Stephenson Cancer Center leads groundbreaking ovarian cancer study

Published: Friday, November 2, 2018 By: Staff Reports

A physician-scientist at Stephenson Cancer Center at OU Medicine co-directed an international clinical trial that yielded findings considered unprecedented in the field of gynecological cancer. The study's findings were published Sunday in the New England Journal of Medicine.

The research is groundbreaking because it showed that a targeted cancer therapy helped a subset of women with ovarian cancer live three years longer without a cancer recurrence than those who did not receive the therapy. That length of cancer-free survival has never been seen in an ovarian cancer study. Kathleen Moore, M.D., served as one of two international principal investigators for the SOLO-1 study, which evaluated the use of olaparib, a PARP inhibitor that targets cancer cells without affecting normal cells.

"It's exciting to work in a place where we can conduct research and clinical trials that will allow each patient to have the best chance at fighting their cancer," said Moore, who is associate director for clinical research at the Stephenson Cancer Center. "This study is an example of how transformative research can improve the lives of women who have been or will be diagnosed with ovarian cancer."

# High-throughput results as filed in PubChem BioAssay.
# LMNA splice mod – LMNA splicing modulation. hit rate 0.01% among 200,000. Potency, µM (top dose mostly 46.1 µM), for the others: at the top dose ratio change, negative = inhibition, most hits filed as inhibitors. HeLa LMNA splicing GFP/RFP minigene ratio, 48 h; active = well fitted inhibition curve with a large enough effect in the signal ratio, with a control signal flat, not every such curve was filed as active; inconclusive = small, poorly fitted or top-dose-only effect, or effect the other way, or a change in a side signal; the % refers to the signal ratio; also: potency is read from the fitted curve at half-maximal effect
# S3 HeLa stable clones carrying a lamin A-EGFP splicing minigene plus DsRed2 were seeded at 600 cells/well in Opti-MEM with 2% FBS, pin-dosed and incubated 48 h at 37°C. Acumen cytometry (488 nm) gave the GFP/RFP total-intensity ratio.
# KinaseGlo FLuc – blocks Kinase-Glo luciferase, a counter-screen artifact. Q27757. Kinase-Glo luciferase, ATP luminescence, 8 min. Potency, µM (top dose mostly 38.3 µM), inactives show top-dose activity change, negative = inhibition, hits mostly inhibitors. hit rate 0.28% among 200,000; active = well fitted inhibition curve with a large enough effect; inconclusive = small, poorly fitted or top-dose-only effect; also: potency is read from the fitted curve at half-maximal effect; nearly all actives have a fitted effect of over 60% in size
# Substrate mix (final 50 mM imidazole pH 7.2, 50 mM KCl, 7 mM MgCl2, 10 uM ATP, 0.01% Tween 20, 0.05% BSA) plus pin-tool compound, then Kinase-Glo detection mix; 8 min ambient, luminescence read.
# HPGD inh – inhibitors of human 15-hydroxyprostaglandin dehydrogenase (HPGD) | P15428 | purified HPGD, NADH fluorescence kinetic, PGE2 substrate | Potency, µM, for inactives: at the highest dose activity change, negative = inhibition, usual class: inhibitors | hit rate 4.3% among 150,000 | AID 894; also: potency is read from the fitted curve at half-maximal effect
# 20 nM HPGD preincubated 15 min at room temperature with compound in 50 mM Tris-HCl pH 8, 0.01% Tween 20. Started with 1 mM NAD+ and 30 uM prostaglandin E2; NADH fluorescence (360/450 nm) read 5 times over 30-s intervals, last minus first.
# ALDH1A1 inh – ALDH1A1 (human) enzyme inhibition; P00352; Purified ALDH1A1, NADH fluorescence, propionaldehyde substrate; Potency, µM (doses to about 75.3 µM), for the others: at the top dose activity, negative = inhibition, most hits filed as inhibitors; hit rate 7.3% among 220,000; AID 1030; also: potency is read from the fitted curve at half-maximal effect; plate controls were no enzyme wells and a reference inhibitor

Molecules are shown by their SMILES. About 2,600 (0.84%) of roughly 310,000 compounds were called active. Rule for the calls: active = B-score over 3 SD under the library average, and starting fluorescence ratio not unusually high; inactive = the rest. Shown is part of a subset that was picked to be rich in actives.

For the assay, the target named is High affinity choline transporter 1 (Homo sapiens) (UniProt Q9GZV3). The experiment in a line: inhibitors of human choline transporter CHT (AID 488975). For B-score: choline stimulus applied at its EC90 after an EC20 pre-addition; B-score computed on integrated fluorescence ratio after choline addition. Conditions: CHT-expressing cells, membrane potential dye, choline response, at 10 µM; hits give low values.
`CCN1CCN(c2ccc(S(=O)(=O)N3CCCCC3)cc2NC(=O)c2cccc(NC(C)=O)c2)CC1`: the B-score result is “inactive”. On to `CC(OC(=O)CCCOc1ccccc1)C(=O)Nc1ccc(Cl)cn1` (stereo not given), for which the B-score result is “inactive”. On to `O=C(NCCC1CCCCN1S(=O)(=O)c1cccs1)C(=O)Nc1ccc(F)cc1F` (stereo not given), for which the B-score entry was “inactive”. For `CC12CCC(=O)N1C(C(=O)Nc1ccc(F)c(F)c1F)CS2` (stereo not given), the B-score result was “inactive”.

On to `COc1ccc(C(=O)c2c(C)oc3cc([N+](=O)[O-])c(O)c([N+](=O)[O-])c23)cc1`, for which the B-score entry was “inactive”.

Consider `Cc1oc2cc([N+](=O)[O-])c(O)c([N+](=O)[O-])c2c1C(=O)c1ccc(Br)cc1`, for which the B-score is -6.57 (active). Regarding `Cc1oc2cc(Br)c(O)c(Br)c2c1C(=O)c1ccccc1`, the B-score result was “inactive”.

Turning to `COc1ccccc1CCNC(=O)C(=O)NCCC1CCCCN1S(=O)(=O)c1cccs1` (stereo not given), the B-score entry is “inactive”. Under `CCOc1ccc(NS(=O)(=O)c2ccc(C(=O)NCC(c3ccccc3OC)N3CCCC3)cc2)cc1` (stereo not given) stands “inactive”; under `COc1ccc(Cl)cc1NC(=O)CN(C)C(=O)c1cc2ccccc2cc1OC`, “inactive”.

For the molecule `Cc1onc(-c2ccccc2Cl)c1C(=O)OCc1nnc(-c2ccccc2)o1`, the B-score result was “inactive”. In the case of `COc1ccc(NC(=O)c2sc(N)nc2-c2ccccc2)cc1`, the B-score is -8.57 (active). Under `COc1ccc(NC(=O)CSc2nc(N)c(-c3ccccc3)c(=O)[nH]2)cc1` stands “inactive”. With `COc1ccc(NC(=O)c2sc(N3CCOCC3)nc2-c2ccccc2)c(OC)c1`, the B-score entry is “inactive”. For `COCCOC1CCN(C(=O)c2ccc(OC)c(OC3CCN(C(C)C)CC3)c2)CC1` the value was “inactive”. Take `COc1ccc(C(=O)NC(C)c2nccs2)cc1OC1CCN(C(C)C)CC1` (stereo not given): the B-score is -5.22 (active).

Cancer cells divide rapidly in a person's body, but they make many mistakes in the process and must repair those mistakes in order to live. Olaparib takes away one of the key proteins needed for the cancer cell to fix these mistakes. In the study, olaparib was given to women with advanced stage ovarian cancer who also have a BRCA mutation. Women with the mutation face a higher risk of cancer but, ironically, the mutation also means their cancer will respond better to chemotherapy.

Olaparib was given as maintenance therapy following patients' first round of chemotherapy to determine if it would improve survival time without a return of cancer.

"Women with ovarian cancer often have remarkable responses to their first round of chemotherapy, and they can do well for quite a while," Moore said. "The challenge is that in the vast majority of patients, the disease will recur. It's still treatable when it recurs, but it's typically no longer curable. One of our highest unmet needs is finding things we can do during that first treatment to optimize the length of time that a woman survives without disease."

The clinical trial began in 2013, and the Stephenson Cancer Center was one of dozens of sites worldwide that enrolled patients. Women in the study, after responding well to chemotherapy, were randomized to receive either olaparib or a placebo pill, and neither the physicians nor the patients knew which they were receiving. The patients were followed on their assigned treatments for up to two years or until the time of disease recurrence, whichever came first.

As expected, women who received the placebo pill survived for an average of 13.5 months

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